Like a lot of youth group kids who grew up in the Blue Mountains, after church on a Sunday night nearly every week we all ended up at Blaxland Maccas. There were no Maccas in the Mountains until I was about fifteen, but as soon as it was built, it was packed with church kids on a Sunday night. There were usually 4 youth groups or more there which was helpful for some cross-pollination. It was like having a combined youth event every week. I think several marriages had their beginnings over a dodgy Big Mac.
One week a mate of mine decided he’d do a bit of a prank on the kitchen staff and test out how well they made Big Macs. So he ordered one and it came out falling apart, lettuce all over the place, and nothing like the picture over the counter. So he sent it back. They made another one, and it was better but still not like the picture. So he put on his best straight face and sent that one back as well. The third time they got it right: it was perfect. We all knew what Dave was doing, and we were all falling about laughing. He’s a Baptist pastor now that bloke.
It must be hard to get food to look right all the time. Those cooking shows on TV—‘Master Chef’ or ‘My Kitchen Rules’—put so much emphasis on presentation. Jamie Oliver is the exception: he just seems to chuck food on a plate and dish it up, and somehow it still looks good. But everyone else presents their food as almost perfect.
A while ago, I was sitting in a chiropractor’s waiting room. I was flicking through a ‘Who’ magazine. There was a story in it about a bloke who was on Master Chef and he was spilling the beans about the show. Turns out that it’s all scripted. The food that’s served to the judges is usually cold because they’ve had to wait ‘til everyone was ready. There are professional chefs around the place to make sure everything is ‘plated-up’ perfectly. These chefs were teaching the contestants step by step how to cook whatever was on for that night, then demonstrating it for the contestants, and then the contestants would have a go, all the while being coached and helped by the professionals. So it nearly always looked like one of those cooking shows where the mess was put aside near the end and the chef would say, ‘Here’s one I prepared earlier’, and then would bring out the perfect example of what they were trying to make.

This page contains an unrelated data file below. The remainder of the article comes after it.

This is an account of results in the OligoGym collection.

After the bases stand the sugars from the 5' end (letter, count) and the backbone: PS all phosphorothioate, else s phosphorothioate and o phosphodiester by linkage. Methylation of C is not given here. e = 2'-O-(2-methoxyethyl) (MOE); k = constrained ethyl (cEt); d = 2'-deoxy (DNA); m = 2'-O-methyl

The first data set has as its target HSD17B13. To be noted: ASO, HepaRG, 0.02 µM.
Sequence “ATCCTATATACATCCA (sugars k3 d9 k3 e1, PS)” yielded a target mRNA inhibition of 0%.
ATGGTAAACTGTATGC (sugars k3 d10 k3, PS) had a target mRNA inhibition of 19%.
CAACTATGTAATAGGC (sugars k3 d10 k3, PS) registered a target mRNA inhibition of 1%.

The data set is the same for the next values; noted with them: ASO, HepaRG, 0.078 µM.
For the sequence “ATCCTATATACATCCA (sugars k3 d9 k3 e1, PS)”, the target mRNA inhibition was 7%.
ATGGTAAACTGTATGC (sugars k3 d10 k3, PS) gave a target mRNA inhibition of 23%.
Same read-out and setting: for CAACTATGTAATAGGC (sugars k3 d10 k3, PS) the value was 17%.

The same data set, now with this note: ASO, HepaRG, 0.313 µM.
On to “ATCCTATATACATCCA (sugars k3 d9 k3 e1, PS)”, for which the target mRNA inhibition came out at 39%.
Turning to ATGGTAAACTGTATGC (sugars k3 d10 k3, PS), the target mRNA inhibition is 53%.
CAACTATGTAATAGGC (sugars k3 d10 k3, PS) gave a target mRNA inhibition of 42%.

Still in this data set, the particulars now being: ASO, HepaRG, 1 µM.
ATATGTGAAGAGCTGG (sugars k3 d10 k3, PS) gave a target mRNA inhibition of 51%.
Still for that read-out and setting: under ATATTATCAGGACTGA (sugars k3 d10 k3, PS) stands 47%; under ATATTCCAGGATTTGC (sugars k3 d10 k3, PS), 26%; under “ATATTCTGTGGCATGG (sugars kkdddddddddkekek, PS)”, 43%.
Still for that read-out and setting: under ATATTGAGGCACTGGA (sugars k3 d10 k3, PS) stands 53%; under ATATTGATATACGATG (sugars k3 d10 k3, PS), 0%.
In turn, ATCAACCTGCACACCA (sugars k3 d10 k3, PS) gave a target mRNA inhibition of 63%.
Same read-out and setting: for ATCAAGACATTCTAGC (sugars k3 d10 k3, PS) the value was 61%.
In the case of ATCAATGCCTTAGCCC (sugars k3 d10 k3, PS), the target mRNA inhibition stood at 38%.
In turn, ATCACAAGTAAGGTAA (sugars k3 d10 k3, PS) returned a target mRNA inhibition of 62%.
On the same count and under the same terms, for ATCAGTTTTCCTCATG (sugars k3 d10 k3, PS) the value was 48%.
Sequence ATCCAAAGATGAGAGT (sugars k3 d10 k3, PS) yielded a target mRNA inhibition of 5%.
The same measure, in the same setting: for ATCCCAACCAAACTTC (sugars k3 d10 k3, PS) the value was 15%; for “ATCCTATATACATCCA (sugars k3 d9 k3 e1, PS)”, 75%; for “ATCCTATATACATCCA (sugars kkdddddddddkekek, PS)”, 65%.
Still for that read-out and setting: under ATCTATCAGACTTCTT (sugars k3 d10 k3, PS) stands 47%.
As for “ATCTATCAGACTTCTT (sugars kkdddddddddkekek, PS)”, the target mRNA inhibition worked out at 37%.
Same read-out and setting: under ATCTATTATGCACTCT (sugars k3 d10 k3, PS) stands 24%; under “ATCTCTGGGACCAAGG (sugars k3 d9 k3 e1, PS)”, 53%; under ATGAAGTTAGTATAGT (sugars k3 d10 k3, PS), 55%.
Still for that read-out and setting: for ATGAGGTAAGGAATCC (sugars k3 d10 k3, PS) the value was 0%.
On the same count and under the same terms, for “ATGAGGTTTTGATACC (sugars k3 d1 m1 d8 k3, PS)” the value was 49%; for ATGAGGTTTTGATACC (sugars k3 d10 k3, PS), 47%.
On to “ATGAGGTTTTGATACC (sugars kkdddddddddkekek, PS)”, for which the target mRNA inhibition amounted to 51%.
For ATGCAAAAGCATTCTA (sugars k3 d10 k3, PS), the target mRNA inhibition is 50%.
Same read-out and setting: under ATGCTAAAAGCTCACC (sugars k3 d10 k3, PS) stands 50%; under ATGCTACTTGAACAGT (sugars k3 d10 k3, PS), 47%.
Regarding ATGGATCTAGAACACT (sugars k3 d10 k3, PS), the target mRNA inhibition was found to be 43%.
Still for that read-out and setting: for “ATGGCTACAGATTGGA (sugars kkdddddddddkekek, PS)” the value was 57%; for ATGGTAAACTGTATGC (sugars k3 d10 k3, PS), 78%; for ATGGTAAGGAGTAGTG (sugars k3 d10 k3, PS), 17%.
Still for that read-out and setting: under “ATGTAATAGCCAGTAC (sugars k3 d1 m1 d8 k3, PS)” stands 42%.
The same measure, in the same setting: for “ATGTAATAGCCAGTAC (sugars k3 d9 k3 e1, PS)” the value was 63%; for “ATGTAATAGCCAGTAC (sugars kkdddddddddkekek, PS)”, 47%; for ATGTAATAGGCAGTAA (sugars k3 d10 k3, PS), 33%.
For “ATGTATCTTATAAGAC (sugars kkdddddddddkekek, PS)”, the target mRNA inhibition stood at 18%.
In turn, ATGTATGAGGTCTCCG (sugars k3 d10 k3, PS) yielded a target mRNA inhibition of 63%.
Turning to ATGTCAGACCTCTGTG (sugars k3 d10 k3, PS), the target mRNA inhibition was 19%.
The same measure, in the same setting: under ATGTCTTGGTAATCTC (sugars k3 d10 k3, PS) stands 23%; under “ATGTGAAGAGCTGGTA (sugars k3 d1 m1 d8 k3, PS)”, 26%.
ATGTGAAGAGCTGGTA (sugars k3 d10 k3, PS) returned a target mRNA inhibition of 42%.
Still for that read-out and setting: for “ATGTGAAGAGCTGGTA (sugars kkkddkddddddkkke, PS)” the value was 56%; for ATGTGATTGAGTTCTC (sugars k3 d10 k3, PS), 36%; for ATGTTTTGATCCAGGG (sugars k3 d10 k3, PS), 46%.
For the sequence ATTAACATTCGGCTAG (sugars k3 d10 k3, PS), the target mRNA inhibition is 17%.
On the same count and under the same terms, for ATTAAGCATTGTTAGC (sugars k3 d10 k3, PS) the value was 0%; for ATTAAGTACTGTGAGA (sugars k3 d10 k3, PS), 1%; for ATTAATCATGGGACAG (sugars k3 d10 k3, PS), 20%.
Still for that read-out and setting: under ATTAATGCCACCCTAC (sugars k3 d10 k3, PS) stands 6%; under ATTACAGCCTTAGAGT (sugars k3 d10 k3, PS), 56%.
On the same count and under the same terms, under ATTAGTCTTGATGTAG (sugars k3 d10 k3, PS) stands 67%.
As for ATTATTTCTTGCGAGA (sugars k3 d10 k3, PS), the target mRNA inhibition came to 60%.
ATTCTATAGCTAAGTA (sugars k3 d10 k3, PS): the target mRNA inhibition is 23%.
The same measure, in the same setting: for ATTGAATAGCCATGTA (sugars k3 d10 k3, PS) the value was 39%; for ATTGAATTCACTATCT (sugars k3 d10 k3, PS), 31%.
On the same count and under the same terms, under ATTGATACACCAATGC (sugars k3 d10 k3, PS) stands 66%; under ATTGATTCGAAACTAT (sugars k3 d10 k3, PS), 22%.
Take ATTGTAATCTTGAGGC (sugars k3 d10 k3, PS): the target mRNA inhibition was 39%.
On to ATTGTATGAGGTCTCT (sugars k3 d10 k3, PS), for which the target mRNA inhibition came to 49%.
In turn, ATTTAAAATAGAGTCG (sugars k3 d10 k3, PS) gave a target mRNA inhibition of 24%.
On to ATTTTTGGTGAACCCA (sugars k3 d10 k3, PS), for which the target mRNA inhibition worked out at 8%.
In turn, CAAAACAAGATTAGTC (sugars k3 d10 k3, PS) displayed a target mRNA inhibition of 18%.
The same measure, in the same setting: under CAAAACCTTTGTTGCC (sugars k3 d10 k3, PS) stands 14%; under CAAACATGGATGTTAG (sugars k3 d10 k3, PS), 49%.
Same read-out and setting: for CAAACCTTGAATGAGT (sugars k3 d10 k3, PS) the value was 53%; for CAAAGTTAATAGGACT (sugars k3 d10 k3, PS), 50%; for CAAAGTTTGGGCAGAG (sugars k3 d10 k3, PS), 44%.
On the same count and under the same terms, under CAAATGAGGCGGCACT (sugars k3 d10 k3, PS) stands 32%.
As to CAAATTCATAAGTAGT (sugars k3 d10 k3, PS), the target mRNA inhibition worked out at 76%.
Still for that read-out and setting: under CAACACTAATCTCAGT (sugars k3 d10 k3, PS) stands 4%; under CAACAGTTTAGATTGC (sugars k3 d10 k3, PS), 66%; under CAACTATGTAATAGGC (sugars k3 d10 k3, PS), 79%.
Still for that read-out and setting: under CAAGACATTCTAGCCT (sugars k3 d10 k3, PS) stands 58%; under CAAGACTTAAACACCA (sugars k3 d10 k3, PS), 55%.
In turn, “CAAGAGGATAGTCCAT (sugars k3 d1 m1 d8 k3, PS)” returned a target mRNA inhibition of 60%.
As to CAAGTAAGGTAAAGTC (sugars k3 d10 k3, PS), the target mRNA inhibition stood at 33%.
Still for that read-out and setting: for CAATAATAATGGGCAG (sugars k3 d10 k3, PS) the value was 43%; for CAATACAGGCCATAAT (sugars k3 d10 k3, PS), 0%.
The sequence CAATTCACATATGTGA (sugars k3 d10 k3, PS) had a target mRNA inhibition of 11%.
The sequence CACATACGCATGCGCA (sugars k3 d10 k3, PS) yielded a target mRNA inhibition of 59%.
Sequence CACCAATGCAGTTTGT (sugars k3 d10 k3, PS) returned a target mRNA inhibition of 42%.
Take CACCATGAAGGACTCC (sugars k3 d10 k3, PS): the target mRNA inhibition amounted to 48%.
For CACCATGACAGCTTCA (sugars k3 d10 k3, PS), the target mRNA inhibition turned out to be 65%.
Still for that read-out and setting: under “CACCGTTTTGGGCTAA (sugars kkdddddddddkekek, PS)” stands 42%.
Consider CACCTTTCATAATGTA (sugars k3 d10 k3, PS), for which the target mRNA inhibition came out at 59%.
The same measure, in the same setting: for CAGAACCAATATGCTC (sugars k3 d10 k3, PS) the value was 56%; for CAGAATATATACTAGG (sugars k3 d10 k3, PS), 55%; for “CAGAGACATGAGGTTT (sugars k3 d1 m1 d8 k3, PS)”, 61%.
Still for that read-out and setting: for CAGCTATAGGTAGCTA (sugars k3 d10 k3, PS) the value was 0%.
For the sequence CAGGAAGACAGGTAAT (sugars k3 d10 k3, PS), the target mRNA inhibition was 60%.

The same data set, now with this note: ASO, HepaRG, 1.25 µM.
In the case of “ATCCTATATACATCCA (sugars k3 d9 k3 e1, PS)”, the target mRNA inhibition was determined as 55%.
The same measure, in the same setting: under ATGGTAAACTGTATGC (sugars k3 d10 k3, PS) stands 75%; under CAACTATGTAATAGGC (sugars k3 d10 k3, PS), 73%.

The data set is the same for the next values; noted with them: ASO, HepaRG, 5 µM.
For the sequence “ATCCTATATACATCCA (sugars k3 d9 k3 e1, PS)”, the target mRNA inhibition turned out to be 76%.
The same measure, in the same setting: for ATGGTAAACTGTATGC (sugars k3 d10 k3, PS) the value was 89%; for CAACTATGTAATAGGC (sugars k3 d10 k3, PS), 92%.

I reckon this is a good way to approach this part of Philippians. The first couple of verses are like the chef explaining to the contestants what they are about to make and giving them their ingredients. We’d call it the ‘theology section’. That’s verses 12-13. God is at work in us while we are at work in him. Then you’ve got the bit where they demonstrate what’s going to happen: that’s the ‘here’s what it looks like in practice’ bit. That’s verses 14-18, which basically says, ‘don’t grumble’. Then lastly you’ve got two examples: the ‘here’s one I prepared earlier’ part. That’s verses 19-30, where Paul puts the spotlight on Timothy and Epaphroditus to show us what’s possible as God works in us by his Spirit and we work hard at doing what God says. Let’s kick off with the theology section, verses 12-13:
12 Therefore, my dear friends, as you have always obeyed—not only in my presence, but now much more in my absence—continue to work out your salvation with fear and trembling, 13 for it is God who works in you to will and to act in order to fulfil his good purpose. (NIV)
OK, hands up if you do the right thing when someone is watching? Most of us find that pretty easy. But what if no one is around? What if no one is watching? It’s not so easy then, is it?
You will be shocked to hear that I got into a bit of trouble at school. I wasn’t a bad naughty kid. I was just always up for a laugh. In year ten we went through a phase of joining rubber bands together, folding bits of paper up, and firing them at each other. Our teacher had left the room one day and I was sitting next to an open window and took the opportunity to line up a good shot at a mate who was sitting about five or six metres away. It was a good shot. I got him in the rib cage! Everyone was laughing. But then it all went wrong. Our Senior Master, Mr Craig, had been watching me through the window. I had no idea. I felt this hand grab my shoulder through the window and a stern voice say, “Mr Wakeford! My office, now!” This was back when teachers had some authority. When you were in trouble, you were really in trouble. I got four cuts of the cane for that one.